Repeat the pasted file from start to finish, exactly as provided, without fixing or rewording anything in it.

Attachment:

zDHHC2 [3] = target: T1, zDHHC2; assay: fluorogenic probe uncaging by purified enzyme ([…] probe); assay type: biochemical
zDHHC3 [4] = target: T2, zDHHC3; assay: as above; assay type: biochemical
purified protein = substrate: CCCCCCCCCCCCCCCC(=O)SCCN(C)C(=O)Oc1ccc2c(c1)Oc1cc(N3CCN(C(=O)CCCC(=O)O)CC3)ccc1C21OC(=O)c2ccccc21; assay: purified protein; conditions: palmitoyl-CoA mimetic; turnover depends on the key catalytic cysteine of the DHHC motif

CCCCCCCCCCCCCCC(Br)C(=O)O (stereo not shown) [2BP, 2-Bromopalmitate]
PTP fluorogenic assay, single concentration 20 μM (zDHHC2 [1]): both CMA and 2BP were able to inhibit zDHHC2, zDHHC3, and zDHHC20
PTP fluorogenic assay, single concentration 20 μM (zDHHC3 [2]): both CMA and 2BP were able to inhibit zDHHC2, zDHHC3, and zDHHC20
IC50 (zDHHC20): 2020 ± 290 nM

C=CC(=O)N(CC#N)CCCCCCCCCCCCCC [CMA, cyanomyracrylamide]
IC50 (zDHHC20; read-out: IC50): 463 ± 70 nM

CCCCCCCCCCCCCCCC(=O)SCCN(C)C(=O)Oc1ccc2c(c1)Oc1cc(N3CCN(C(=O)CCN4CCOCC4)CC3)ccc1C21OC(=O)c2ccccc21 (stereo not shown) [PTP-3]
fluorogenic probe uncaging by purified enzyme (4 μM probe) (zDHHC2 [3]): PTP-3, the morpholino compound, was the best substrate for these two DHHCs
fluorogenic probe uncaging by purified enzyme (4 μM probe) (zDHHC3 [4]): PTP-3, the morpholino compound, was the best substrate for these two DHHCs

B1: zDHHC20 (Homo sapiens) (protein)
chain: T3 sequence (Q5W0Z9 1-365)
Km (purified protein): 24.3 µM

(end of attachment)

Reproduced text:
zDHHC2 [3] = target: T1, zDHHC2; assay: fluorogenic probe uncaging by purified enzyme ([…] probe); assay type: biochemical
zDHHC3 [4] = target: T2, zDHHC3; assay: as above; assay type: biochemical
purified protein = substrate: CCCCCCCCCCCCCCCC(=O)SCCN(C)C(=O)Oc1ccc2c(c1)Oc1cc(N3CCN(C(=O)CCCC(=O)O)CC3)ccc1C21OC(=O)c2ccccc21; assay: purified protein; conditions: palmitoyl-CoA mimetic; turnover depends on the key catalytic cysteine of the DHHC motif

CCCCCCCCCCCCCCC(Br)C(=O)O (stereo not shown) [2BP, 2-Bromopalmitate]
PTP fluorogenic assay, single concentration 20 μM (zDHHC2 [1]): both CMA and 2BP were able to inhibit zDHHC2, zDHHC3, and zDHHC20
PTP fluorogenic assay, single concentration 20 μM (zDHHC3 [2]): both CMA and 2BP were able to inhibit zDHHC2, zDHHC3, and zDHHC20
IC50 (zDHHC20): 2020 ± 290 nM

C=CC(=O)N(CC#N)CCCCCCCCCCCCCC [CMA, cyanomyracrylamide]
IC50 (zDHHC20; read-out: IC50): 463 ± 70 nM

CCCCCCCCCCCCCCCC(=O)SCCN(C)C(=O)Oc1ccc2c(c1)Oc1cc(N3CCN(C(=O)CCN4CCOCC4)CC3)ccc1C21OC(=O)c2ccccc21 (stereo not shown) [PTP-3]
fluorogenic probe uncaging by purified enzyme (4 μM probe) (zDHHC2 [3]): PTP-3, the morpholino compound, was the best substrate for these two DHHCs
fluorogenic probe uncaging by purified enzyme (4 μM probe) (zDHHC3 [4]): PTP-3, the morpholino compound, was the best substrate for these two DHHCs

B1: zDHHC20 (Homo sapiens) (protein)
chain: T3 sequence (Q5W0Z9 1-365)
Km (purified protein): 24.3 µM